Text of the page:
Results 1  10
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996
Bounding Rationality by Discounting Time
"... Abstract: Consider a game where Alice generates an integer and Bob wins if he can factor that integer. Traditional game theory tells us that Bob will always win this game even though in practice Alice will win given our usual assumptions about the hardness of factoring. We define a new notion of bou ..."
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Cited by 5 (1 self)
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of bounded rationality, where the payoffs of players are discounted by the computation time they take to produce their actions. We use this notion to give a direct correspondence between the existence of equilibria where Alice has a winning strategy and the hardness of factoring. Namely, under a natural
Reasoning the fast and frugal way: Models of bounded rationality.
 Psychological Review,
, 1996
"... Humans and animals make inferences about the world under limited time and knowledge. In contrast, many models of rational inference treat the mind as a Laplacean Demon, equipped with unlimited time, knowledge, and computational might. Following H. Simon's notion of satisncing, the authors have ..."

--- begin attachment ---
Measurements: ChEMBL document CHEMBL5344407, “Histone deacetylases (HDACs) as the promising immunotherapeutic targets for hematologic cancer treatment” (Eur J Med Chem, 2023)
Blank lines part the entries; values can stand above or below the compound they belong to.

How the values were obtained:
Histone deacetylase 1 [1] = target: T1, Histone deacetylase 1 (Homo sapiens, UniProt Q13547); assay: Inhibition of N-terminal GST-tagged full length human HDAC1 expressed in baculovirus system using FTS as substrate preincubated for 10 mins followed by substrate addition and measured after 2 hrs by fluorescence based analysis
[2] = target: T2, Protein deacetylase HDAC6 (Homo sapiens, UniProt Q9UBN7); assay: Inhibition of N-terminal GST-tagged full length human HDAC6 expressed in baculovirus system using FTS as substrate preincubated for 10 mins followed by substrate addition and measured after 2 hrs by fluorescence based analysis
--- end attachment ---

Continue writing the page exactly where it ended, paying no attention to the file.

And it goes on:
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Cited by 611 (30 self)
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Humans and animals make inferences about the world under limited time and knowledge. In contrast, many models of rational inference treat the mind as a Laplacean Demon, equipped with unlimited time, knowledge, and computational might. Following H. Simon's notion of satisncing, the authors
Simple Heuristics That Make Us Smart
, 2008
"... To survive in a world where knowledge is limited, time is pressing, and deep thought is often an unattainable luxury, decisionmakers must use bounded rationality. In this precis of Simple heuristics that make us smart, we explore fast and frugal heuristics—simple rules for making decisions with re ..."